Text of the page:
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    If you left a metering orfice in, your defeating most of the ability of the txv.

    Rheem uses a blancing orfice with a txv, not a regulating orfice.

    Did you check the amp draw.

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  11. #11
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    The manufacturer did not rate the coil for a TXV. The valve did work and the main reason i installed a valve was to prevent flooding (zoning), which it will do fine, thanks men! I installed a non-oem sporlan!
    Aire Serv of SW Connecticut- Gas heat, dual fuel and central a/c systems installed and serviced

  12. #12
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    Apr 2004
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    Originally posted by jaxman
    Im a Rheem dealer and just did a a/h same situation, they dont sell a 12 seer a/h only 10...need to add/braze in a TXV kit that came with a (think 89 orfice) thought it was odd and called my rep....no answers so chucked the orifice, thing dialed in perfectly s/c 10 s/h 12. Never with any other brand have i had to use a orifice with a TXV.
    Apparently your rep doesnt carry it or you are not buying them but they make the BHC which can be ordered with a piston or TXV which matches with the 10 and most 12 SEER stuff, the BHK which is generally used in 12-14 SEER applications. Then the BHL, the BHM and the BHN. You're pretty much covered from 10-18 SEER. Maybe you need to revisit the spec sheets.

    The orifcace is used as a distributor when the TXV is installed. If you install it from a kit you need to replace the exsisitng piston with the new one. Now, in an upflow application you may find it doesnt make alot of difference in many cases but in a counterflow or horizontal, it can make a big difference.

    As for other brands, they also dont have as many circuits in their evaps as the multiflex has therefore they dont ned to address it quite the same. Sometimes I wonder why so many contractors want Rheem to copy other mfg's coil designs or want the air handlers to be larger when space constrants call for a low profile design. There is a reason for just about everything regardless of the brand.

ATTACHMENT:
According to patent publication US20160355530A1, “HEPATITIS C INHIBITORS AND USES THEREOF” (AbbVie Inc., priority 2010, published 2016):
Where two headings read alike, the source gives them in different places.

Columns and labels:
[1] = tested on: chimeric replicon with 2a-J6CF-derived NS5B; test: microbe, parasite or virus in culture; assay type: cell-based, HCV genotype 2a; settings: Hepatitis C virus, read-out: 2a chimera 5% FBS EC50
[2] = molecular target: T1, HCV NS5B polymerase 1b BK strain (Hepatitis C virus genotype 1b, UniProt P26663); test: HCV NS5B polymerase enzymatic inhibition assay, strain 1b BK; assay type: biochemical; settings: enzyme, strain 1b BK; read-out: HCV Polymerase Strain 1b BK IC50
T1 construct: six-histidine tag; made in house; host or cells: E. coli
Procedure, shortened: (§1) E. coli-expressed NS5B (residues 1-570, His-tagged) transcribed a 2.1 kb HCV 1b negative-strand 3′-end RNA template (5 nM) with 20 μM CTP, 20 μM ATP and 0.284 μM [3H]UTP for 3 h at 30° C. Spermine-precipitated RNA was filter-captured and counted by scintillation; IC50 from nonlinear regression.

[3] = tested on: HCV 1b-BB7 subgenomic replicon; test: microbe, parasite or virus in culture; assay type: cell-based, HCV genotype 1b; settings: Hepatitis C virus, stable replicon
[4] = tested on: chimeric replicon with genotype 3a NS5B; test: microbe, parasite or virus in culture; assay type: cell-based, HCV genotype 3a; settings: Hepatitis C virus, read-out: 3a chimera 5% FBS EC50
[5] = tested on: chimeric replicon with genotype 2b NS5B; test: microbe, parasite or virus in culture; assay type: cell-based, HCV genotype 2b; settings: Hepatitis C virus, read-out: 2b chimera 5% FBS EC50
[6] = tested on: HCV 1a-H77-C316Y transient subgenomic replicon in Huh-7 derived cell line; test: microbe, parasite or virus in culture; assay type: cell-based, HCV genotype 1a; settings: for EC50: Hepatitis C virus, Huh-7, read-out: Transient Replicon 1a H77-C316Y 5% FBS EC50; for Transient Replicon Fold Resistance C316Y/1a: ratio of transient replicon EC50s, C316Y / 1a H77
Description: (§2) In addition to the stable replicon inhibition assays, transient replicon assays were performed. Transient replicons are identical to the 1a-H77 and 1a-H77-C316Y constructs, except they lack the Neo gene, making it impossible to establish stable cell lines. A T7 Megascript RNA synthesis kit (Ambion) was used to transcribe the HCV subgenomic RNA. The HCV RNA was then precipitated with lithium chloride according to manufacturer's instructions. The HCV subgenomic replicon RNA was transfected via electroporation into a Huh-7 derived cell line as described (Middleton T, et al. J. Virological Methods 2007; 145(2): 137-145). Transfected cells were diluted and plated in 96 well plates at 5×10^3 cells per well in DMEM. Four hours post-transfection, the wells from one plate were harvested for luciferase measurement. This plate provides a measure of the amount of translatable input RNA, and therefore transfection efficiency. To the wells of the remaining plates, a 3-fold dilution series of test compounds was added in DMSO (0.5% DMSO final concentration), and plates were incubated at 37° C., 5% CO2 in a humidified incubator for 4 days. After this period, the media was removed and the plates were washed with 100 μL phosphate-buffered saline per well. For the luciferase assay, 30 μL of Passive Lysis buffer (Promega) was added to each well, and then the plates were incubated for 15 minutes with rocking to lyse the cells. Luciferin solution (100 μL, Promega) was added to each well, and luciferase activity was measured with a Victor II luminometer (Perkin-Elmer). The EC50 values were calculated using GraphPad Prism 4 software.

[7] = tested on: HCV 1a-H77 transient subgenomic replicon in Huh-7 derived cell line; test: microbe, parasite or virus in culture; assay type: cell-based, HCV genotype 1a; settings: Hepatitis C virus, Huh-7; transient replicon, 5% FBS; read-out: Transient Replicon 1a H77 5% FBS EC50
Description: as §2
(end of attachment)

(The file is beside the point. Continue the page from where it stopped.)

13. #13
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    Quote Originally Posted by docholiday View Post
    Apparently your rep doesnt carry it or you are not buying them but they make the BHC which can be ordered with a piston or TXV which matches with the 10 and most 12 SEER stuff, the BHK which is generally used in 12-14 SEER applications. Then the BHL, the BHM and the BHN. You're pretty much covered from 10-18 SEER. Maybe you need to revisit the spec sheets.

    The orifcace is used as a distributor when the TXV is installed. If you install it from a kit you need to replace the exsisitng piston with the new one. Now, in an upflow application you may find it doesnt make alot of difference in many cases but in a counterflow or horizontal, it can make a big difference.

    As for other brands, they also dont have as many circuits in their evaps as the multiflex has therefore they dont ned to address it quite the same. Sometimes I wonder why so many contractors want Rheem to copy other mfg's coil designs or want the air handlers to be larger when space constrants call for a low profile design. There is a reason for just about everything regardless of the brand.
    Because bigger coils have a lower pressure drop..........................................and are easier to clean.....................the multiflex totally sucks in all of it's design aspects, a complete POS......................I have also found that the piston becomes a restricter in an upflow application.............